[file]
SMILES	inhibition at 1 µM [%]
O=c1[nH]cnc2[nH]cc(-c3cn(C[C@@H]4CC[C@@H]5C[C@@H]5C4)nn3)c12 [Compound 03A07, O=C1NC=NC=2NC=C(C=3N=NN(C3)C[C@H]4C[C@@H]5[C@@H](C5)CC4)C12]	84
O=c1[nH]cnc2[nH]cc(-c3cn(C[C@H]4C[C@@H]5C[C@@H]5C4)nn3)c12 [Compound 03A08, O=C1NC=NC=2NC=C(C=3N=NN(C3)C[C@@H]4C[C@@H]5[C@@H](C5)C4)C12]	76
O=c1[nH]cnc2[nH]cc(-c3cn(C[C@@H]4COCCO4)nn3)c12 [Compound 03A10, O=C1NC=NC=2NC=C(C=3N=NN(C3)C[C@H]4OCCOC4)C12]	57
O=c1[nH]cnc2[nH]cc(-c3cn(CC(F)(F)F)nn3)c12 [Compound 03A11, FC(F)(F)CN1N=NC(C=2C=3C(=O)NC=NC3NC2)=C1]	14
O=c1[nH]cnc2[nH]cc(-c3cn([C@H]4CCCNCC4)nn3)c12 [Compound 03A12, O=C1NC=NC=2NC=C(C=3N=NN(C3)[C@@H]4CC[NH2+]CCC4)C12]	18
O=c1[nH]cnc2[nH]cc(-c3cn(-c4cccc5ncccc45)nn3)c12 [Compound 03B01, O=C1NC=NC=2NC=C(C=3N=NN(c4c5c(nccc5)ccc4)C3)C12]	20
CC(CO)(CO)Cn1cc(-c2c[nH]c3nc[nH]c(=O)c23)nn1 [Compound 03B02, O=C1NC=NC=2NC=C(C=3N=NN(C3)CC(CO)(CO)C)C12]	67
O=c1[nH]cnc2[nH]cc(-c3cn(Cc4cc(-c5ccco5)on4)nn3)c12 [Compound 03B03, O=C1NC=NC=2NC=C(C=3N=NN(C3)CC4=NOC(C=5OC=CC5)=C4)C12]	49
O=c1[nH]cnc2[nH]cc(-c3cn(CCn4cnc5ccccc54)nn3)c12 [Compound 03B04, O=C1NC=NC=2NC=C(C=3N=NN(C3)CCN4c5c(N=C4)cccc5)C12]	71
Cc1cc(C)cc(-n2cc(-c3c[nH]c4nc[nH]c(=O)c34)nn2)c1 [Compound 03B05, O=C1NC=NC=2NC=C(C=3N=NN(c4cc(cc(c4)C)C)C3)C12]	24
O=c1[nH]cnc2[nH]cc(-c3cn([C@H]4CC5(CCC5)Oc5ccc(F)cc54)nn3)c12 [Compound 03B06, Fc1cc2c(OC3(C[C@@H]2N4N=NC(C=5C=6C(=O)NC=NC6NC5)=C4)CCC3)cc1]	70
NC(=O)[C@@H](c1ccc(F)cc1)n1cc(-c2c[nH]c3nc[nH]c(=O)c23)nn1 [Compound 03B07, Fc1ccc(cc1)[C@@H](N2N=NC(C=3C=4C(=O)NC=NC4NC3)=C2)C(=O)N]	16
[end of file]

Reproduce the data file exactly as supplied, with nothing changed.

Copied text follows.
SMILES	inhibition at 1 µM [%]
O=c1[nH]cnc2[nH]cc(-c3cn(C[C@@H]4CC[C@@H]5C[C@@H]5C4)nn3)c12 [Compound 03A07, O=C1NC=NC=2NC=C(C=3N=NN(C3)C[C@H]4C[C@@H]5[C@@H](C5)CC4)C12]	84
O=c1[nH]cnc2[nH]cc(-c3cn(C[C@H]4C[C@@H]5C[C@@H]5C4)nn3)c12 [Compound 03A08, O=C1NC=NC=2NC=C(C=3N=NN(C3)C[C@@H]4C[C@@H]5[C@@H](C5)C4)C12]	76
O=c1[nH]cnc2[nH]cc(-c3cn(C[C@@H]4COCCO4)nn3)c12 [Compound 03A10, O=C1NC=NC=2NC=C(C=3N=NN(C3)C[C@H]4OCCOC4)C12]	57
O=c1[nH]cnc2[nH]cc(-c3cn(CC(F)(F)F)nn3)c12 [Compound 03A11, FC(F)(F)CN1N=NC(C=2C=3C(=O)NC=NC3NC2)=C1]	14
O=c1[nH]cnc2[nH]cc(-c3cn([C@H]4CCCNCC4)nn3)c12 [Compound 03A12, O=C1NC=NC=2NC=C(C=3N=NN(C3)[C@@H]4CC[NH2+]CCC4)C12]	18
O=c1[nH]cnc2[nH]cc(-c3cn(-c4cccc5ncccc45)nn3)c12 [Compound 03B01, O=C1NC=NC=2NC=C(C=3N=NN(c4c5c(nccc5)ccc4)C3)C12]	20
CC(CO)(CO)Cn1cc(-c2c[nH]c3nc[nH]c(=O)c23)nn1 [Compound 03B02, O=C1NC=NC=2NC=C(C=3N=NN(C3)CC(CO)(CO)C)C12]	67
O=c1[nH]cnc2[nH]cc(-c3cn(Cc4cc(-c5ccco5)on4)nn3)c12 [Compound 03B03, O=C1NC=NC=2NC=C(C=3N=NN(C3)CC4=NOC(C=5OC=CC5)=C4)C12]	49
O=c1[nH]cnc2[nH]cc(-c3cn(CCn4cnc5ccccc54)nn3)c12 [Compound 03B04, O=C1NC=NC=2NC=C(C=3N=NN(C3)CCN4c5c(N=C4)cccc5)C12]	71
Cc1cc(C)cc(-n2cc(-c3c[nH]c4nc[nH]c(=O)c34)nn2)c1 [Compound 03B05, O=C1NC=NC=2NC=C(C=3N=NN(c4cc(cc(c4)C)C)C3)C12]	24
O=c1[nH]cnc2[nH]cc(-c3cn([C@H]4CC5(CCC5)Oc5ccc(F)cc54)nn3)c12 [Compound 03B06, Fc1cc2c(OC3(C[C@@H]2N4N=NC(C=5C=6C(=O)NC=NC6NC5)=C4)CCC3)cc1]	70
NC(=O)[C@@H](c1ccc(F)cc1)n1cc(-c2c[nH]c3nc[nH]c(=O)c23)nn1 [Compound 03B07, Fc1ccc(cc1)[C@@H](N2N=NC(C=3C=4C(=O)NC=NC4NC3)=C2)C(=O)N]	16